Manteca’s magic number might just be 3.9 as in 3.9 percent.
That’s the arbitrary percentage municipal leaders selected 26 years ago for a cap on annual residential sewer allocations in response to growing community concerns that Manteca was expanding too fast.
Manteca was the first Central Valley city to adopt a growth cap by at least a decade. The 1986 ordinance slowed down Manteca home building four times when market demands could easily have doubled the number of homes built in that particular year.
Manteca under the growth cap could have issued just over 900 housing permits this year but no one applied for them. Manteca has been building just over 300 new housing units annually for the past four years. The sewer allocations they have used were tied up in development agreements inked in previous years.
One of the primary mechanisms that make the growth cap work - the annual awarding of allocations once a year in March - hasn’t been used since 1999. That’s when 13 developers with projects containing more than 1,700 building lots were slugging it out for about 650 annual sewer allocations being awarded by the City of Manteca. To avoid suing each other they agreed to enter into development agreements and started bonus buck payments to the city that generated well over $30 million in windfall municipal revenue in exchange for sewer allocation certainty over multiple years.
Virtually all available sewer allocation except around a couple dozen allocations a year reserved for those building one home or just a couple were tied up in multiple year development agreements. They essentially awarded all available sewer allocation for years in advance. That meant the annual allocation process has essentially been dormant until this year.
Manteca has not entered into development agreements with the most recently approved residential projects. The builders have the option to apply for allocations through the growth management ordinance but could only do so in March.
Also, the Community Development Department has received a quest for 16 sewer allocations for the remaining 16 lots in the 24-lot Westport Plaza subdivisions north of Daniels Street between Airport Way and Fishback Road. The project was approved in 2004 and a development agreement approved in 2005. the developer built on 8 of the 24 lots prior to the expiration of the development agreement in 2008. A builder wants to buy the finished lots to construct homes but they do not have sewer allocations attached to them. Under current rules, the buyer would have to wait until March of 2013 to acquire sewer allocations.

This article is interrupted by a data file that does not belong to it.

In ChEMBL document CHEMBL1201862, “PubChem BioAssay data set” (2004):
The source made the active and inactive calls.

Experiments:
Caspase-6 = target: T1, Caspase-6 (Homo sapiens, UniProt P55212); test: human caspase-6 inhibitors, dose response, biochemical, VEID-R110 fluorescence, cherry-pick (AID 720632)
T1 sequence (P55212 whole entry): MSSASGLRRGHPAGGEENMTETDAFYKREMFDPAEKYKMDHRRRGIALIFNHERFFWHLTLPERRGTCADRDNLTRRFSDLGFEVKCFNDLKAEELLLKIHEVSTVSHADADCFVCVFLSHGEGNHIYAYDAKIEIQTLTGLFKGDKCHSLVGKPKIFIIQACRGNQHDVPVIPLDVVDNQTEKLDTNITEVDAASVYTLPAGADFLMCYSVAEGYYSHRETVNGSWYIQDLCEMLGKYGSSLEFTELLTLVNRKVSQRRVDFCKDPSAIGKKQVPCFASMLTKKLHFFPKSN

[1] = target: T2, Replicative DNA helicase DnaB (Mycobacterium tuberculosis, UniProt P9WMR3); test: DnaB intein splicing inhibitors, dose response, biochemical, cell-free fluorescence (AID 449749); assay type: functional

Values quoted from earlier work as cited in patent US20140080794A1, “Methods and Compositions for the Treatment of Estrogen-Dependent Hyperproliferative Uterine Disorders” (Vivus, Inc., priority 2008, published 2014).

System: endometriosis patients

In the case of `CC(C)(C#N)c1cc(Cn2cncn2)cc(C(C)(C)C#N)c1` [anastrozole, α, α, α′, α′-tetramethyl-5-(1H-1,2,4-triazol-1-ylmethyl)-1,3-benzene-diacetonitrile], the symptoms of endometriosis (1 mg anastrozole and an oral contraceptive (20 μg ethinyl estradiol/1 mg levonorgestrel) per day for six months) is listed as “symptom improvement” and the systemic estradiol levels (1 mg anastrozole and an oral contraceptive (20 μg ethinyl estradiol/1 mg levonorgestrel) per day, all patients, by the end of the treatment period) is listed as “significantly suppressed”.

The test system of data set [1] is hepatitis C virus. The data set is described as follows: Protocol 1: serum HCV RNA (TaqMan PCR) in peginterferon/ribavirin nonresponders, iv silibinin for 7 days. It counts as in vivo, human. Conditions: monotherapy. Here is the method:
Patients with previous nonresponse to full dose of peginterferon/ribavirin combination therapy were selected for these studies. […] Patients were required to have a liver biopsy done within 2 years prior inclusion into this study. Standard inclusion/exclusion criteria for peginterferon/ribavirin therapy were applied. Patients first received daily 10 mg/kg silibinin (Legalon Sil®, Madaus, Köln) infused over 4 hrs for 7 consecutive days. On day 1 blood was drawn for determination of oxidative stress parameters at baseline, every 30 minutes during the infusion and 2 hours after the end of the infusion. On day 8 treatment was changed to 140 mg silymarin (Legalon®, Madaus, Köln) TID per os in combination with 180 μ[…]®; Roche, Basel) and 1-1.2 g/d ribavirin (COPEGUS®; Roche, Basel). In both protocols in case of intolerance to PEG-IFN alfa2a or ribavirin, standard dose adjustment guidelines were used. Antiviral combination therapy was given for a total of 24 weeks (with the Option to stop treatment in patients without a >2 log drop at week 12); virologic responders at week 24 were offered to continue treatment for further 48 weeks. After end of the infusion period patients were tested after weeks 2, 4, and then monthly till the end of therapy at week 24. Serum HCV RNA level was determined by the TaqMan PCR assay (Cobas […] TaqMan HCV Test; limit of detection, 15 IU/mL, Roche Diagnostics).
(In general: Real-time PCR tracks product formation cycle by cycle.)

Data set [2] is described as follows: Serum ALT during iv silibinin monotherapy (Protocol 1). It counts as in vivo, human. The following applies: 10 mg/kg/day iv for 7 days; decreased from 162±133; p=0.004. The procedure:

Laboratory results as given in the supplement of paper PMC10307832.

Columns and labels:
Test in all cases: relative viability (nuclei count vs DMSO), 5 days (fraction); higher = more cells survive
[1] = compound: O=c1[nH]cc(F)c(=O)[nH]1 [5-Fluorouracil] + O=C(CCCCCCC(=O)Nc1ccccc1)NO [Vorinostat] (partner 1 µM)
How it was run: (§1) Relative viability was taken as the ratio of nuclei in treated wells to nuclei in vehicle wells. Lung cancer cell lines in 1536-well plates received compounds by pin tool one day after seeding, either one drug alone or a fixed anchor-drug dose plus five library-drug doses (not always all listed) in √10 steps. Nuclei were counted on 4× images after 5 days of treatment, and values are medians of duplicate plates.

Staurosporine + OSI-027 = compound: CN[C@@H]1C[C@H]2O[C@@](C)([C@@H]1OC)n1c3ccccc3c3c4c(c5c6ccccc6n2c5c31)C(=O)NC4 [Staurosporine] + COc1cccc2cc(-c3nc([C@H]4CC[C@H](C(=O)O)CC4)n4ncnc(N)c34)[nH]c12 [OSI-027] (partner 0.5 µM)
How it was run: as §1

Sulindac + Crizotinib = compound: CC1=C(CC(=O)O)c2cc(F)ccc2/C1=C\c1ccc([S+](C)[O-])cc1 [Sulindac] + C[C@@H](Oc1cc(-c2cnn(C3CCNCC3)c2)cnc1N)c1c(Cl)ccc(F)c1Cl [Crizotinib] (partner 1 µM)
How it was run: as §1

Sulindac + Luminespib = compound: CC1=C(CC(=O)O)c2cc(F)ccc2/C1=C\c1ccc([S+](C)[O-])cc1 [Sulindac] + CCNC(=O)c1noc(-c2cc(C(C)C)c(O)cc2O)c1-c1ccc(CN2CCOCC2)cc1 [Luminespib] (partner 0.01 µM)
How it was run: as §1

The City Council this past week gave final approval to a staff recommendation to add a second application date during the course of a year in October. That would accommodate Westport’s buyer that wants to start building before the end of the current year.
What spurred the 3.9% growth cap
The 1970s had ended with four strong growth years capped with a 12 percent gain in residents in 1980 that took the city’s population from 20,187 to 25,641 or an increase of roughly 25 percent in 48 months.
The growth rate slowed a bit but then it hit a record 12.1 percent in 1985 followed by a 9.2 percent jump in 1986 that took Manteca’s population up from 29,027 to 35,437 in two years. Manteca today - some 26 years later - has 70,000 residents.
The proverbial straw that broke the camel’s back was the city’s inability to keep up with growth. Fees on growth were inadequate or non-existent for a wide variety of amenities such as parks and fire services.
The city was still recovering from a near-bankruptcy episode in 1980 when the budget reserve was a razor-thin $1,800. Manteca’s financial trials were heavy on civic leaders’ minds during the building boom of 1984 to 1987. They didn’t want a repeat of the 1980s experience which forced the city to leave the just completed Louise Avenue fire station unopened because they couldn’t afford to staff it while city police were using old CHP cars with excess of 90,000 miles on them when the city took delivery of them as primary patrol units.
The 3.9 percent growth cap was codified in Municipal Ordinance No. 800 in 1986. It was years before any other jurisdiction in the region even started seriously toying with the idea of growth caps.
That, though, still wasn’t enough for some people.
A group known as the Concerned Citizens for Planned Growth rolled out a plan in 1990 to put a 2 percent growth cap on the ballot and started collecting signatures. It was countered by developers who wanted a 4.5 percent growth cap instead.
That prompted then Mayor Jack Snyder to roll out an initiative plan that basically mirrored the 3.9 percent growth cap on residential housing. Developers backed down and ultimately the more stringent 2 percent growth cap didn’t qualify for the ballot.